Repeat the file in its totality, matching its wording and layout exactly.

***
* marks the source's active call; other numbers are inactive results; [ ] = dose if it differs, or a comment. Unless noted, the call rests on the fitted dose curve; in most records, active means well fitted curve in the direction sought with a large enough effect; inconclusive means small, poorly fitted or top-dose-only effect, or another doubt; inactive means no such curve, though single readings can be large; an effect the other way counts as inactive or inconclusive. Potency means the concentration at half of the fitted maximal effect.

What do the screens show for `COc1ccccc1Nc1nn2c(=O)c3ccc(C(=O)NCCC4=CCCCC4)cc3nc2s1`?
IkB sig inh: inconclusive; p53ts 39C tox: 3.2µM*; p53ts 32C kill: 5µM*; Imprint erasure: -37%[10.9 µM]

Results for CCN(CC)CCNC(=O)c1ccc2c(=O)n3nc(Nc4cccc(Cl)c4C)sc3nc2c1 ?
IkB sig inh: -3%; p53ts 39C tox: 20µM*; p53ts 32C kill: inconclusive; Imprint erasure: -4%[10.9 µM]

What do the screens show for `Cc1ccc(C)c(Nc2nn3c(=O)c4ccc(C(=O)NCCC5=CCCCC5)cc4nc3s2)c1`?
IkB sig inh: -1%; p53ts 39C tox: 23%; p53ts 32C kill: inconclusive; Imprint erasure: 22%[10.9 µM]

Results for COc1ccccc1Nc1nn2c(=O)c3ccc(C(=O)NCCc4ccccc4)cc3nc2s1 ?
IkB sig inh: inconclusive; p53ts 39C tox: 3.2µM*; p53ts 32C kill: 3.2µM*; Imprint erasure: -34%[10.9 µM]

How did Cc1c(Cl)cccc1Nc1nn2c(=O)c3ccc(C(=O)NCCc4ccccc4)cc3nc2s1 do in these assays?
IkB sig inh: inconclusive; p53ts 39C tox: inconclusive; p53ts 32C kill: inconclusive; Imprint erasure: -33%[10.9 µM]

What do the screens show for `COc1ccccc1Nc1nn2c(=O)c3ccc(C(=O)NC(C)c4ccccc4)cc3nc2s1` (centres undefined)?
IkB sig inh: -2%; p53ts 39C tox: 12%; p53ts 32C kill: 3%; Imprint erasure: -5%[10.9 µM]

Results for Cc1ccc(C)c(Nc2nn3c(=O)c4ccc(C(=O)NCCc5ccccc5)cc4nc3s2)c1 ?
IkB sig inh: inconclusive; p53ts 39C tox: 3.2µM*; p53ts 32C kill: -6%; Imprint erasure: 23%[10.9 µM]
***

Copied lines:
* marks the source's active call; other numbers are inactive results; [ ] = dose if it differs, or a comment. Unless noted, the call rests on the fitted dose curve; in most records, active means well fitted curve in the direction sought with a large enough effect; inconclusive means small, poorly fitted or top-dose-only effect, or another doubt; inactive means no such curve, though single readings can be large; an effect the other way counts as inactive or inconclusive. Potency means the concentration at half of the fitted maximal effect.

What do the screens show for `COc1ccccc1Nc1nn2c(=O)c3ccc(C(=O)NCCC4=CCCCC4)cc3nc2s1`?
IkB sig inh: inconclusive; p53ts 39C tox: 3.2µM*; p53ts 32C kill: 5µM*; Imprint erasure: -37%[10.9 µM]

Results for CCN(CC)CCNC(=O)c1ccc2c(=O)n3nc(Nc4cccc(Cl)c4C)sc3nc2c1 ?
IkB sig inh: -3%; p53ts 39C tox: 20µM*; p53ts 32C kill: inconclusive; Imprint erasure: -4%[10.9 µM]

What do the screens show for `Cc1ccc(C)c(Nc2nn3c(=O)c4ccc(C(=O)NCCC5=CCCCC5)cc4nc3s2)c1`?
IkB sig inh: -1%; p53ts 39C tox: 23%; p53ts 32C kill: inconclusive; Imprint erasure: 22%[10.9 µM]

Results for COc1ccccc1Nc1nn2c(=O)c3ccc(C(=O)NCCc4ccccc4)cc3nc2s1 ?
IkB sig inh: inconclusive; p53ts 39C tox: 3.2µM*; p53ts 32C kill: 3.2µM*; Imprint erasure: -34%[10.9 µM]

How did Cc1c(Cl)cccc1Nc1nn2c(=O)c3ccc(C(=O)NCCc4ccccc4)cc3nc2s1 do in these assays?
IkB sig inh: inconclusive; p53ts 39C tox: inconclusive; p53ts 32C kill: inconclusive; Imprint erasure: -33%[10.9 µM]

What do the screens show for `COc1ccccc1Nc1nn2c(=O)c3ccc(C(=O)NC(C)c4ccccc4)cc3nc2s1` (centres undefined)?
IkB sig inh: -2%; p53ts 39C tox: 12%; p53ts 32C kill: 3%; Imprint erasure: -5%[10.9 µM]

Results for Cc1ccc(C)c(Nc2nn3c(=O)c4ccc(C(=O)NCCc5ccccc5)cc4nc3s2)c1 ?
IkB sig inh: inconclusive; p53ts 39C tox: 3.2µM*; p53ts 32C kill: -6%; Imprint erasure: 23%[10.9 µM]